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Where the culture war rages

Alex Miller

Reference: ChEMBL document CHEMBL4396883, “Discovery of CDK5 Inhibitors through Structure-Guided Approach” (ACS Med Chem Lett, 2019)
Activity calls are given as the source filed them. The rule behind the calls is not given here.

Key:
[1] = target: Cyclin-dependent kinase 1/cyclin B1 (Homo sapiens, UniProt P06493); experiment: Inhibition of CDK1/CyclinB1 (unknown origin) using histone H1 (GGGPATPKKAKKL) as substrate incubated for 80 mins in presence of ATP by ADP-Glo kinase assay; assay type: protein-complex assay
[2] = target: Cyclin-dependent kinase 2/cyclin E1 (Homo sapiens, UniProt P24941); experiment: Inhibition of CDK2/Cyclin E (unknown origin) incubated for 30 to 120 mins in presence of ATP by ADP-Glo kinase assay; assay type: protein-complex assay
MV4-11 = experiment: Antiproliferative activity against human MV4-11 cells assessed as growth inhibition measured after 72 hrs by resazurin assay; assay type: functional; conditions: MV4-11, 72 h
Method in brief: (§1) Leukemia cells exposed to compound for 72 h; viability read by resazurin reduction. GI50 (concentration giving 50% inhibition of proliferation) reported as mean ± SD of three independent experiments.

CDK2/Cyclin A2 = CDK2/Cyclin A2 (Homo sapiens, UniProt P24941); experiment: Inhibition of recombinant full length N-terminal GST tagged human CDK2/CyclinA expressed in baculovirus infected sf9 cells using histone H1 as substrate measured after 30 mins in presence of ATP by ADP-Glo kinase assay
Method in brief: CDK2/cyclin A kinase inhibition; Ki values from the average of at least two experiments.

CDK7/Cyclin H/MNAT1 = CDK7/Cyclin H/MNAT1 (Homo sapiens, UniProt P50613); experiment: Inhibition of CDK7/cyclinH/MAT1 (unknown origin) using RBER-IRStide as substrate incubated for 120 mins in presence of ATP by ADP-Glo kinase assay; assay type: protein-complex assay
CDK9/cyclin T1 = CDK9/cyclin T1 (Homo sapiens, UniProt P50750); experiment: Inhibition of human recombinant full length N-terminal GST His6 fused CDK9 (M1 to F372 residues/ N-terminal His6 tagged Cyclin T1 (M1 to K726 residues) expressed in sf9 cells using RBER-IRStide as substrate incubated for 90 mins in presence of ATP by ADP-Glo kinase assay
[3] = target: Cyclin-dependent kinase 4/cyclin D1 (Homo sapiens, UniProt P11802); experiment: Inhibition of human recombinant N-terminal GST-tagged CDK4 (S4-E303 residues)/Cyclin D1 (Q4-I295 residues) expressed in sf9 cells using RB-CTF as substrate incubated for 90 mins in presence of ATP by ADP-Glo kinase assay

Leaving aside the question of whether a bunch of (mostly) rich white folks hunkered down in a plush Vail hotel can solve the problems of the world by yakking about it all, I left a recent Vail Valley Institute meeting of the minds with a bit more hope than I’d gone on with.Taking place late last month, the forum this year was themed “America Divided” and posed the question “Are the culture wars for real?” While the immediate answer seems screechingly obvious (is “hell yes!” too strong an affirmation?), there was some consensus among the participants that most of the culture war’s battles are being waged by highly partisan political activists who represent America the same way that, say, rock stars represent the average Joe.While celebrity pundits like David Brooks of The New York Times and Arianna Huffington of Huffington Online stayed on-message with their respective talking points, it was the statistician in the crowd who provided what was to me the meat of the argument against the validity of the red-blue divide. Mo Fiorina, a poli-sci prof at Stanford, offered some perspective on the exit-polling results of the last election, noting that while 22 percent of respondents may have said “moral values” influenced their decision, other choices like jobs, the economy, Iraq and the war on terror were also statistically in the same neighborhood. If you added them up, they showed Americans were a lot more concerned about jobs and security than they were about “moral values.””Most people don’t know or care much about politics,” Fiorina said. “Activists know a lot because they care a lot, and they hold more extreme views.” A good illustration of this, he said, is that Fox News, on a good day, gets only 3.5 million viewers – just over 1 percent of the population. On the left, about half a million people were on Howard Dean’s vaunted e-mail list – about the same number of people, Fiorina noted, that own ferrets. Yet these two examples of media are held up as two poles illustrating our great social divide.But even if it’s true that the culture wars are more illusory than real, they still seem real enough, don’t they? When I’m in the room with my Navy commander brother-in-law and he asks why I think Dick Cheney is evil, I quickly change the subject in the interest of family harmony. When those who believe wholeheartedly in the “sanctity of marriage” as a man-woman thing read about the United Church of Christ giving the thumbs-up to gay marriage and want to grind their teeth out onto the floor, those culture wars seem very real indeed.And that’s what we read about, hear about because that’s what makes news. People holding centrist positions – which, statistically, most of us do – are boring, hardly worthy of the crawl on CNN or Fox. As someone once said, you don’t see centrists marching in the streets calling for “Moderation Now!” The center has ceded its voice to the activists on the fringe, which helps to explain why a majority of people think the country is headed in the wrong direction.It’s hard not to look at this phenomenon and think there’s a lot of room for someone in the next presidential election to come up with a way to reach that enormous center with a message of tolerance and accommodation for all. Warts and all, this was Clinton’s gift, but Bush’s team correctly decided to ignore the left altogether, focusing on the right with just enough give in the middle to get the swing vote. In 2008, look to the Democrats to try the same trick, pandering left, ignoring the right and hoping for the best in the middle. But the Dems won’t have a war to hang their hats on like Bush did, appealing to the center and an across-the-board anxiety about national security.The problem with going after the centrist vote is that many of them have stopped voting altogether. Vast and confused, they are under-represented not only by their highly partisan elected officials but even by the Washington think tanks that cook up and deploy the talking points we’re all supposed to care so deeply about. “There are no centrist think tanks,” David Brooks said at the VVI meeting, adding that lobbyists populate the town working both sides with equal fervor. “It’s like being a bisexual – it doubles your chances of getting a date,” he said.Even as I left the seminar thinking more highly of my fellow citizens, I was more discouraged than ever to contemplate the people who are supposed to represent us in Washington. If the only way they can ever see to consolidate and hold power is to be highly partisan, and if activists are the only ones whose messages can be heard above the din, how do we ever achieve anything even remotely resembling a truly representative government? Or must we always go in four- or eight-year cycles where one side is merrily abusing power while the other side is licking its wounds preparing revenge?How depressing.Alex Miller can be reached at 949-0555, ext. 615, or amiller@vaildaily.com.Vail, Colorado


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